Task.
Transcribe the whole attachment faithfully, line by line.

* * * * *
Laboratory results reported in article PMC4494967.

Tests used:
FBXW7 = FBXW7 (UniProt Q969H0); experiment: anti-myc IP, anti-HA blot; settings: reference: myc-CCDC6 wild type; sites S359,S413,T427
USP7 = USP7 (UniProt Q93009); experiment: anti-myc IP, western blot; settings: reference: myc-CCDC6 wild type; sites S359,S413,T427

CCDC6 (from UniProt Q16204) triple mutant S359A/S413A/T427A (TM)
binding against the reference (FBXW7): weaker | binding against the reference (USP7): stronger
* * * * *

Laboratory results reported in article PMC4494967.

Tests used:
FBXW7 = FBXW7 (UniProt Q969H0); experiment: anti-myc IP, anti-HA blot; settings: reference: myc-CCDC6 wild type; sites S359,S413,T427
USP7 = USP7 (UniProt Q93009); experiment: anti-myc IP, western blot; settings: reference: myc-CCDC6 wild type; sites S359,S413,T427

CCDC6 (from UniProt Q16204) triple mutant S359A/S413A/T427A (TM)
binding against the reference (FBXW7): weaker | binding against the reference (USP7): stronger